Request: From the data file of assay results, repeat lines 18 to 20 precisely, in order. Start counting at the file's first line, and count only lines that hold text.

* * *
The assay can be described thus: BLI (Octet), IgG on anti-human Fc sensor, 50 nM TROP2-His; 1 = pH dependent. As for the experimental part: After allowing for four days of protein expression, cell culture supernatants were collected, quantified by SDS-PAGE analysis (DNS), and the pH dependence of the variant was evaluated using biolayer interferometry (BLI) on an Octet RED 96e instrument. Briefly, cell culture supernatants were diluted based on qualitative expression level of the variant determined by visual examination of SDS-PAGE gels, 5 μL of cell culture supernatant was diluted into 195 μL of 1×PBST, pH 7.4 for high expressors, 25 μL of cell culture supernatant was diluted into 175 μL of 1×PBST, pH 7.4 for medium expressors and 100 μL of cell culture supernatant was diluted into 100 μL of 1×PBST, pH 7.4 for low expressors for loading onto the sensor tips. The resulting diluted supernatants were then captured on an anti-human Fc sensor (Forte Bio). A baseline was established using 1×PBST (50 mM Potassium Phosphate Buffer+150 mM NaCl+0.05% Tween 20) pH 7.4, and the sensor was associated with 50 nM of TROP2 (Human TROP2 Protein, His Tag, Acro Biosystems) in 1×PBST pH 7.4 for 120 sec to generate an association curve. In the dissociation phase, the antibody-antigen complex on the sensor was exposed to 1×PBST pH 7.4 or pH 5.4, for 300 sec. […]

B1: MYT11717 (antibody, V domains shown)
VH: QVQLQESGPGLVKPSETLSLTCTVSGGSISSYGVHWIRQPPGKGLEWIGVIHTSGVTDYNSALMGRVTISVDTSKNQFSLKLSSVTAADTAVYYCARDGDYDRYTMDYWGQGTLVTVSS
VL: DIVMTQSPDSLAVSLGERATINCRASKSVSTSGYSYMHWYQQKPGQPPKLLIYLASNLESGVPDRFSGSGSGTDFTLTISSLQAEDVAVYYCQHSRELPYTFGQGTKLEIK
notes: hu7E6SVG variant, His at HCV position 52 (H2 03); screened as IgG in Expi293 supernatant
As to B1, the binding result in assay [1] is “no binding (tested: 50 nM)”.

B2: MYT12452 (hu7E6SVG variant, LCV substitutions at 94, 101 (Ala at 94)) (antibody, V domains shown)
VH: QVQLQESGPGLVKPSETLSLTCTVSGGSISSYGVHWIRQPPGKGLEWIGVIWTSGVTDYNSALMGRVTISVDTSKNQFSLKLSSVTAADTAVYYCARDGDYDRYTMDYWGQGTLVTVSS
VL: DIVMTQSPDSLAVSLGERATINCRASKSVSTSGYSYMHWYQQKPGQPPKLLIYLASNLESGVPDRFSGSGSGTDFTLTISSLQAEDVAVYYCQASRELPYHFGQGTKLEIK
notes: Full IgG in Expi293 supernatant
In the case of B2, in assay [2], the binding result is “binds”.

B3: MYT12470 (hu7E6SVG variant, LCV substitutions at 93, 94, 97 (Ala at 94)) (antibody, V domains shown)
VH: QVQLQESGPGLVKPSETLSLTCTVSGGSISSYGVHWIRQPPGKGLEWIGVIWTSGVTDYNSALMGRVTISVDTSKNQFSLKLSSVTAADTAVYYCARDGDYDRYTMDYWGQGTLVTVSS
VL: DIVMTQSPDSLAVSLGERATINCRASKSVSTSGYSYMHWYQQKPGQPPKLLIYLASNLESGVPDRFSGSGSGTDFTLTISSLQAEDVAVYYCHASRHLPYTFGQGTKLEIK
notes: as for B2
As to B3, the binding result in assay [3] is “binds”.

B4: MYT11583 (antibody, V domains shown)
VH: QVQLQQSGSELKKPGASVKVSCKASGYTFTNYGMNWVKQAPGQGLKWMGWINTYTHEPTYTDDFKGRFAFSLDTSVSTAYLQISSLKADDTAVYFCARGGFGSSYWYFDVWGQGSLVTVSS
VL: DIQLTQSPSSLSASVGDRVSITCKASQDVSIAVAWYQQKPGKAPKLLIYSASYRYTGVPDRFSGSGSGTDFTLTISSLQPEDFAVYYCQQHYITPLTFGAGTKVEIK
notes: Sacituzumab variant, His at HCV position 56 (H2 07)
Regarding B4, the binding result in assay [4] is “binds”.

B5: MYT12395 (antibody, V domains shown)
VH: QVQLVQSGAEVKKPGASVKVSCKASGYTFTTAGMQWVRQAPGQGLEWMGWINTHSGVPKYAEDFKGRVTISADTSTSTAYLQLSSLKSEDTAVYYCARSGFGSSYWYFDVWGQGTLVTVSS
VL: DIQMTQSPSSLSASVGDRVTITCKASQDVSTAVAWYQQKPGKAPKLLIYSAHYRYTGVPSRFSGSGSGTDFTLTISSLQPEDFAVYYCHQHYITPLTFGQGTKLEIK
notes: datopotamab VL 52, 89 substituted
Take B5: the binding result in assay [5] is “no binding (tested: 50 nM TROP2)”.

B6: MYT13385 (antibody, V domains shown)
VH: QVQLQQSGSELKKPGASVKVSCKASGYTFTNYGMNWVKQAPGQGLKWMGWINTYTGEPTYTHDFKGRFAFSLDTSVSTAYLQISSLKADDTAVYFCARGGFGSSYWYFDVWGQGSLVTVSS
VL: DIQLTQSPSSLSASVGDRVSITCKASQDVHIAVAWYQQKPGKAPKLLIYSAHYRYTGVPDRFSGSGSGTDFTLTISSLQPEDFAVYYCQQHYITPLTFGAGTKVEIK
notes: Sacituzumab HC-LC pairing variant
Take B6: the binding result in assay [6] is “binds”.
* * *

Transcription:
VH: QVQLQQSGSELKKPGASVKVSCKASGYTFTNYGMNWVKQAPGQGLKWMGWINTYTHEPTYTDDFKGRFAFSLDTSVSTAYLQISSLKADDTAVYFCARGGFGSSYWYFDVWGQGSLVTVSS
VL: DIQLTQSPSSLSASVGDRVSITCKASQDVSIAVAWYQQKPGKAPKLLIYSASYRYTGVPDRFSGSGSGTDFTLTISSLQPEDFAVYYCQQHYITPLTFGAGTKVEIK
notes: Sacituzumab variant, His at HCV position 56 (H2 07)